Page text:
“Masterful… For Goldman… the autobiographical novel isn’t the last puff of a dying genre but a form through which to consider the competing moral and aesthetic demands of the real and the imagined… Monkey Boy is a fascinating hybrid… tightly, almost symmetrically structured, concerned from beginning to end with the possibility, and transformative power, of love…Monkey Boy doesn’t jettison fiction for nonfiction, the artificial for the real, but considers the truths of both. The novel is dead; long live the novel.” ―Anthony Domestico, Commonweal
“Here the author of the achingly beautiful Say Her Name takes center-stage in an enthralling autofiction…A tour de force reminiscent of Susan Choi’s Trust Exercise.” ―O Magazine
“Irresistible… Convincing intimacy illuminates Monkey Boy, which, despite exposing historical, generational, familial denial and horror, ultimately proves to be a beguiling, surprisingly droll portrait of an unsettled middle-aged man (still) searching for love and (self-)acceptance.”―Shelf Awareness
“Goldman fuses autobiography and invention to create fiction of nearly nuclear intensity… This is a journalist’s notebook and an artist’s sketchbook―every detail vivid and meaningful, every captivating character a portal into the struggle for freedom and dignity. Although steeped in trauma and loneliness, prejudice and brutality, secrets and lies, Goldman’s ravishing, multidirectional novel is also iridescent with tenderness, comedic absurdity, sensual infatuation, reclaimed love, the life-sustaining desire to “remember every single second,” and the redemption of getting every element just right.”―Donna Seaman, Booklist, starred review
“The warmth and humanity of Goldman’s storytelling are impossible to resist.” ―Kirkus Reviews (starred)
“Captivating…Goldman’s direct, intimate writing alone is worth the price of admission.” ―Publishers Weekly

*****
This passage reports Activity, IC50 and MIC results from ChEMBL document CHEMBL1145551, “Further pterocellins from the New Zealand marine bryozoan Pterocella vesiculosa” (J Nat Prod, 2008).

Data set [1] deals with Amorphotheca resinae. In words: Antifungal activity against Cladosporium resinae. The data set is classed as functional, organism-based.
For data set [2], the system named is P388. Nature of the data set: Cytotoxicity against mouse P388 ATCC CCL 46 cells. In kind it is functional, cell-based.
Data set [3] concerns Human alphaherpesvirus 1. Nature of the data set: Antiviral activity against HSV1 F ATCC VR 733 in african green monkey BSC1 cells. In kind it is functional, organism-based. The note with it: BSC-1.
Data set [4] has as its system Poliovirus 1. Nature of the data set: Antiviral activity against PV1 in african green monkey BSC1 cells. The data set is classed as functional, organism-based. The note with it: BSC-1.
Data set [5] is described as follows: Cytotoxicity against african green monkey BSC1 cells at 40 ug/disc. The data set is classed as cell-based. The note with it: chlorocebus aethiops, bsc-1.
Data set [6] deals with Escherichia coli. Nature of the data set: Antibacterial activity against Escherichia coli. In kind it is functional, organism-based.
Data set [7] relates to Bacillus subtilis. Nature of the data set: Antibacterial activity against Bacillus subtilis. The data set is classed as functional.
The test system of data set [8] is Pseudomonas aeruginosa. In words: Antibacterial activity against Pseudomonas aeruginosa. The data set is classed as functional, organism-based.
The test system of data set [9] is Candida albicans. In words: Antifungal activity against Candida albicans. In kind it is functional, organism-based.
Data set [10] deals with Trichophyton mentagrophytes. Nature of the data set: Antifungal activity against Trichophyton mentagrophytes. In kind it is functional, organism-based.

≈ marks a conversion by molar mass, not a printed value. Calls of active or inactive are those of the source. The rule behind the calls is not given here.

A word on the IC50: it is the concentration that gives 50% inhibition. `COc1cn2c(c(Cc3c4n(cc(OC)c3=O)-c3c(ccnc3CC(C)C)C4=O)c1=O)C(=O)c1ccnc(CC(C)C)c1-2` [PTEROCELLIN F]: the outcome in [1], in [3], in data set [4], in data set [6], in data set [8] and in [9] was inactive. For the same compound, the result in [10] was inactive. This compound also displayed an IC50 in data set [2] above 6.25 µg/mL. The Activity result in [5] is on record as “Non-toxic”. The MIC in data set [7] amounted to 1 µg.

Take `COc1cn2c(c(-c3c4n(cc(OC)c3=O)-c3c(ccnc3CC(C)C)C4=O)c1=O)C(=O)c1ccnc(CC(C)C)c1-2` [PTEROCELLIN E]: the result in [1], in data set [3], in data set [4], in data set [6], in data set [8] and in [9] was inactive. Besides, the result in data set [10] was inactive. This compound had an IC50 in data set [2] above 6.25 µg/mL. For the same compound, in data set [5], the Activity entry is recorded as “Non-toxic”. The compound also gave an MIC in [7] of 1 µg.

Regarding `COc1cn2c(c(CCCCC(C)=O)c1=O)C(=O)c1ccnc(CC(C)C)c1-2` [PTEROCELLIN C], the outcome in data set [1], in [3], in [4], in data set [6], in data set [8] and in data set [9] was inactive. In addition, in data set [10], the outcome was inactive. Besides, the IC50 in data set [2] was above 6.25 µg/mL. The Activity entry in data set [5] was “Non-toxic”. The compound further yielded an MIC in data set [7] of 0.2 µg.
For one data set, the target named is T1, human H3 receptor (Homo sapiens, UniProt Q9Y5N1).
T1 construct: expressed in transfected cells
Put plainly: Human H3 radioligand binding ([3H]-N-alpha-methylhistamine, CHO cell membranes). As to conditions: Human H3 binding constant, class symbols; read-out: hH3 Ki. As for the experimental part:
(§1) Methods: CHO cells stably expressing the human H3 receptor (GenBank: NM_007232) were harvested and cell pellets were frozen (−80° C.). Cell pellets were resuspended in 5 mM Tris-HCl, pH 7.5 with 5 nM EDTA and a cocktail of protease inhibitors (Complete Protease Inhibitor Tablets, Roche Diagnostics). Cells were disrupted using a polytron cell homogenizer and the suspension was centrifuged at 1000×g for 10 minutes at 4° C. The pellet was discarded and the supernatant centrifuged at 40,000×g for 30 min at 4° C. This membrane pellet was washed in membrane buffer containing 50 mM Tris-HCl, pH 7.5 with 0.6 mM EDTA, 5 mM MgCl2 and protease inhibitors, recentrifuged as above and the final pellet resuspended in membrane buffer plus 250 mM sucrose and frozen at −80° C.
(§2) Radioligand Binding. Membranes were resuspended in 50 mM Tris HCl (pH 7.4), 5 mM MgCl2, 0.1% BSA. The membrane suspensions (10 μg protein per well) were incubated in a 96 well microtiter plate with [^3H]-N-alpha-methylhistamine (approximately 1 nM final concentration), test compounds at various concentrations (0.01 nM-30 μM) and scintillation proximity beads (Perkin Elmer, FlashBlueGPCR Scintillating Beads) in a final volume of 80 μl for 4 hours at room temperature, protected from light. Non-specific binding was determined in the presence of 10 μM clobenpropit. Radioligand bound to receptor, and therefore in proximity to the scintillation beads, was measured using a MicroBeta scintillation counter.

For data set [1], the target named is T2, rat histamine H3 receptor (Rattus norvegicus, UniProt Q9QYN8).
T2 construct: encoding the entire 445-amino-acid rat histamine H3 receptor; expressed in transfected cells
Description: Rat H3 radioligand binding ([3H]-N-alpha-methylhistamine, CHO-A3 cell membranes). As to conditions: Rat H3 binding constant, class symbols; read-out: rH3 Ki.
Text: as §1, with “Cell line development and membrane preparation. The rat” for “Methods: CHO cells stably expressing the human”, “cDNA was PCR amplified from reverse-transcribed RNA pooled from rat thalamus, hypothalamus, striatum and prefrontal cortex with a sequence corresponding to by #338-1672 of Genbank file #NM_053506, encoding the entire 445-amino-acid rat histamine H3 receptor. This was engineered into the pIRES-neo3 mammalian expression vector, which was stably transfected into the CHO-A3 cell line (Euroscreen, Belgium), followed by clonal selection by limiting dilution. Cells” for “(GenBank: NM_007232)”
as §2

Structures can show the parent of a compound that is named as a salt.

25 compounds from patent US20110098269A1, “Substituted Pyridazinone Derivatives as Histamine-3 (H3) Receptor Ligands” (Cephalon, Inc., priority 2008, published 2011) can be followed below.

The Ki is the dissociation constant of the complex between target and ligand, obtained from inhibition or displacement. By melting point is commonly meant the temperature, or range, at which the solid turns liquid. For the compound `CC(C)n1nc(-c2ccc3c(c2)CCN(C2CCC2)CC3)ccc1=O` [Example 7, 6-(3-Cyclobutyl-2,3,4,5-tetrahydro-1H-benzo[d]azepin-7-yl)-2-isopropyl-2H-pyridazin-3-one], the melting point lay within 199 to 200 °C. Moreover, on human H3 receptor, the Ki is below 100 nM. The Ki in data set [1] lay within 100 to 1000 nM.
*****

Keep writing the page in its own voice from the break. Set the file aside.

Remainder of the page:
“Francisco Goldman . . . Francisco Goldberg? . . . Frankie Gee!―crafter of the tenderest dirtiest love scenes!―the wisest and spookiest children!―the fathers whose monstrosity breaks our hearts with compassion for them―who else can do all this? Francisco Goldman is uncategorizable, as is this book which made me grow a second heart just to contain all its fierce tenderness. Goldman has been my literary hero from his first entrancing Long Night of White Chickens to this latest take-no-prisoners Monkey Boy. He is a true original, that rarest of writers, the kind we cannot live without.” ―Susan Choi
“From the painful intimate violence in a suburban New England home, to racial cruelty among high school teenagers, to the US government’s political and military interventionism in Latin America, Goldman’s sweeping gaze runs through multiple circuits of America’s violence, showing us how deeply connected they in fact are. With the exact balance of outrage and hope, Monkey Boy takes us on an eye-opening journey, full of tenderness and horror, through the often-ignored layers of this country’s history. A powerful, necessary book.” ―Valeria Luiselli
“Francisco Goldman, one of our most brilliant political writers, is also, miraculously, a Chekhov of the heart. This novel is wild, funny, and wrenching, as well as a profound act of retrieval and transformation.” ―Rivka Galchen
“Monkey Boy is written with tenderness and emotional precision. It tells what it means to be an American, to have an identity that is nourished by many sources, including ones that are mysterious and shrouded in secrecy. It is a story of two cities―Boston and Guatemala―and an account of a man’s relationship with his mother, who is evoked here in sharp and loving detail. It is a book about how we piece the past together. Goldman bridges the gap between imagination and memory with stunning lyricism and unsparing clarity.” ―Colm Tóibín